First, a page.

Cape Town - This past month has seen a number of reports of abductions and attempted abductions of children in the Western Cape, which has created immense panic among parents and caregivers.
Human trafficking specialist and former Hawks investigator Marcel van der Watt said although there seemed to be a heightened number of claims, they were by no means something new to the Western Cape or South Africa.
“Children in South Africa are predisposed to and victims of a variety of crimes and types of criminals, ranging from opportunistic individuals and serial offenders to more organised or unstructured criminal networks.”
He said children went missing and were abducted for several reasons.
“Both qualitative and quantitative data is foundational to a whole understanding of phenomena related to missing persons, child trafficking and other social ills in society and so is the proper collection, collation, analysis and reporting of this data.
“Some cases of abuse, neglect and missing children are not even reported or where communities are faced with police officials who don’t properly record information
“Every incident, whether an actual abduction or an attempt, suspicious behaviour or a third-party action directed at a child, which intuitively does not make sense to any observer, must be recorded. We should accept that if something is not written down or recorded, it never happened.
“If a criminal case is not registered, an enquiry must be opened. I have seen how bits and pieces of seemingly insignificant fragments of information offered by independent parties have become a constellation of indicators from which patterns can be drawn, evidence generated and cases built.”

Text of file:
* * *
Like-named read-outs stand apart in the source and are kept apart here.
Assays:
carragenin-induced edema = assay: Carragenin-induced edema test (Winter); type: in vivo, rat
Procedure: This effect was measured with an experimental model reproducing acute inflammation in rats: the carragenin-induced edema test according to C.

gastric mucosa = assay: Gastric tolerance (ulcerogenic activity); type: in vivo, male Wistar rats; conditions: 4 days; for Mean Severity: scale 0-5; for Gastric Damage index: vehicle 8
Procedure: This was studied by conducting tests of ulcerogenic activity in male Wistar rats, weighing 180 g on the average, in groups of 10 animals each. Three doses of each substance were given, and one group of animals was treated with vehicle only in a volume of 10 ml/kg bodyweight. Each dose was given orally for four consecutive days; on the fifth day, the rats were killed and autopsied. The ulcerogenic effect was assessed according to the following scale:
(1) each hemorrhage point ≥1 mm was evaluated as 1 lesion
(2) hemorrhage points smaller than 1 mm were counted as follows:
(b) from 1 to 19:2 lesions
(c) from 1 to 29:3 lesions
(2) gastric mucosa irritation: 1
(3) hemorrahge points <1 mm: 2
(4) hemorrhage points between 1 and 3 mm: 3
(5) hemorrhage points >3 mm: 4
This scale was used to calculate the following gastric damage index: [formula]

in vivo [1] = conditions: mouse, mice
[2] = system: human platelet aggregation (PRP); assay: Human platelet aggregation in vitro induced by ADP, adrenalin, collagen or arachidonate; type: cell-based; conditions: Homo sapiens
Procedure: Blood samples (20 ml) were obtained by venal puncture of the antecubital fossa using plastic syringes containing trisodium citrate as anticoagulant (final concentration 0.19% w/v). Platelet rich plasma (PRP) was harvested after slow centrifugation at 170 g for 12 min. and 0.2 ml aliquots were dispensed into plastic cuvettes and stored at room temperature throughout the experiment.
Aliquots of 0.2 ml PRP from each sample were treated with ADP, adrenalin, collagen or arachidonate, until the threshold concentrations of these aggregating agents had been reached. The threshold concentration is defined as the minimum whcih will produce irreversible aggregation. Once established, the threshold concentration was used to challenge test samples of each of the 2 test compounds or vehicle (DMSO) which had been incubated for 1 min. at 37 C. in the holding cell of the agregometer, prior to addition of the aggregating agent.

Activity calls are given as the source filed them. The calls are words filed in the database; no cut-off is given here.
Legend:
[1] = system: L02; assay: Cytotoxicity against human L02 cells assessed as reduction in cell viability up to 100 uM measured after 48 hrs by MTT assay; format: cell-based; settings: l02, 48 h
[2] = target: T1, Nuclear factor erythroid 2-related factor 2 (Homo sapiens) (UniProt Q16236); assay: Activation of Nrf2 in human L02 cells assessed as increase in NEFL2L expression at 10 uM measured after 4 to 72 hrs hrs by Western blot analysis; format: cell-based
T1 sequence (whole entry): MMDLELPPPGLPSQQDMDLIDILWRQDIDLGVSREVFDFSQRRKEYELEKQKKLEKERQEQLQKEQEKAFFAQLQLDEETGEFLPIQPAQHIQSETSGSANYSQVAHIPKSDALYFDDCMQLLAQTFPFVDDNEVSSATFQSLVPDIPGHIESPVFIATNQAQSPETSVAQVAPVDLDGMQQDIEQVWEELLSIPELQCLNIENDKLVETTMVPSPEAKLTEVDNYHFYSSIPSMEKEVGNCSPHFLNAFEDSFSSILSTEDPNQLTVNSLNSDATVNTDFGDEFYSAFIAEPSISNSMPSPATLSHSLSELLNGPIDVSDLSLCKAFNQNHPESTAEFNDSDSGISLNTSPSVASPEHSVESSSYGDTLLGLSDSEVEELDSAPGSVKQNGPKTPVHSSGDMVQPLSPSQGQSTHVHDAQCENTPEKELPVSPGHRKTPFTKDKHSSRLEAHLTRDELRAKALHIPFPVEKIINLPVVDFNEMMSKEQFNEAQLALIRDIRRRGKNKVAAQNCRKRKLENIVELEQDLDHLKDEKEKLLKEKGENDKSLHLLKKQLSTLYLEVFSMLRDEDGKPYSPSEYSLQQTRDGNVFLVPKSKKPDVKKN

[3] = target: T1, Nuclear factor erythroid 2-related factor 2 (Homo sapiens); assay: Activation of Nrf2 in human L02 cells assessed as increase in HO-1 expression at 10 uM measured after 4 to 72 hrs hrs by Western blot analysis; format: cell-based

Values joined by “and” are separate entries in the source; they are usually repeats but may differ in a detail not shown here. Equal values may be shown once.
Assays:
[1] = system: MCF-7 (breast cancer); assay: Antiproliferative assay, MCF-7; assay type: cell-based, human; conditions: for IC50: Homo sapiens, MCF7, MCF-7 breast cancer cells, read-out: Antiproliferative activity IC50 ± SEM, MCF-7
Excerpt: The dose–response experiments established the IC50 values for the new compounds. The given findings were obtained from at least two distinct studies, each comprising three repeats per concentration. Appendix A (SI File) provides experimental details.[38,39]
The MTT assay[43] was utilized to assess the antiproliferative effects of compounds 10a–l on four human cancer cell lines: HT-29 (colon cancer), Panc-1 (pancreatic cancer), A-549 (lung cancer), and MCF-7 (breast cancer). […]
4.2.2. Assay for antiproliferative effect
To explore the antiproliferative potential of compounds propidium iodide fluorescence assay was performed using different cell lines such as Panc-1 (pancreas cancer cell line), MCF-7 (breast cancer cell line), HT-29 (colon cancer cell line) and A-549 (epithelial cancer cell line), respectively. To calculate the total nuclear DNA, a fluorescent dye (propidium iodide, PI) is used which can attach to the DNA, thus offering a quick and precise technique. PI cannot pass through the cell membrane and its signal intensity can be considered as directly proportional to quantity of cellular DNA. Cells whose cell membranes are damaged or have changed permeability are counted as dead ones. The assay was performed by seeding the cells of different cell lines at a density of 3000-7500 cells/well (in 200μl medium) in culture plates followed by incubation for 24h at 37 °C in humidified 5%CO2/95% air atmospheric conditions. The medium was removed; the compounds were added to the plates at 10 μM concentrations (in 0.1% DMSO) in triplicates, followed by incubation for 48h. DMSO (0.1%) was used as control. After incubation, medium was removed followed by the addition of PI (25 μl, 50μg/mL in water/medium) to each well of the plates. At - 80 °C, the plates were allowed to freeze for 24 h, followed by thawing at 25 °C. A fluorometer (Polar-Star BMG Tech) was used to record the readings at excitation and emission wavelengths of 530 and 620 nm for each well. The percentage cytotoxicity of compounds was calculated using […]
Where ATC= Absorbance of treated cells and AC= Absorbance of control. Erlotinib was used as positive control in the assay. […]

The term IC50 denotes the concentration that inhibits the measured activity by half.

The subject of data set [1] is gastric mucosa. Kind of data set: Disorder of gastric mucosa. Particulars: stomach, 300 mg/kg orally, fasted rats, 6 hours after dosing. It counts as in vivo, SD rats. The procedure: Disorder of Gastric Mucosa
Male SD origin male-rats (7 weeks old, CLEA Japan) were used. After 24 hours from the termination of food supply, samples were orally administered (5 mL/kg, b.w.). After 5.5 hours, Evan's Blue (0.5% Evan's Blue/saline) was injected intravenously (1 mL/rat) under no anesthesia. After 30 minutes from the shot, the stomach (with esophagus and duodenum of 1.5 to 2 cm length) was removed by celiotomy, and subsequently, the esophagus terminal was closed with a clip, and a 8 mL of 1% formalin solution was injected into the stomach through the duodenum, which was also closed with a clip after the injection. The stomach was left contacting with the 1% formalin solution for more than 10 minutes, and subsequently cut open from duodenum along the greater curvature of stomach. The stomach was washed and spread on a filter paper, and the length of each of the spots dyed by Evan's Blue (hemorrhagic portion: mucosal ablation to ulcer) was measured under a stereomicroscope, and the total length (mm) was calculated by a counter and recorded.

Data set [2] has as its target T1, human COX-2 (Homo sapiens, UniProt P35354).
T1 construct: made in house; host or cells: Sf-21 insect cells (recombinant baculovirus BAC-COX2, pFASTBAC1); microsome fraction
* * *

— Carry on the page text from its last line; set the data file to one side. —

He said we need to have a “frank discussion” about criminal economies that prey on and benefit from children as “objects and commodities”.
“We need to be more invested in the family structure, our children’s well-being and their safety. Unfortunately, dramatic elements such as force, kidnapping, brutality and monster-like perpetrators dominate our perceptions, while subversive themes such as deceit, fraud, grooming and the use of technology slip through the crevices.”
Police spokesperson Noloyiso Rwexana said abductions and attempted abductions must be reported to the police and would be investigated.
Debbie Schafer, MEC for Education, said the safety of learners outside school gates remained beyond their control “but schools need to ensure that there are safety measures in place at dismissal time”.
“Last week, our head of department, Brian Schreuder, issued a communication to schools to remind them to review and update their safety policies, particularly around access control, to ensure that procedures are in place to deal with reported abduction cases.”
Provincial Community Policing Forum board spokesperson Lucinda Evans said more communities should embark on the Walking Bus initiative to provide a further sense of safety for children. Some areas had already implemented the initiative launched by the Department of Community Safety in Wesbank in 2016.
The aim was to create a safe passage for children to and from school. Evans said parents should be aware of which routes their children took to and from school.
“There are a number of Grade R to Grade 4 pupils who walk by them- selves for long distances, which makes them vulnerable.”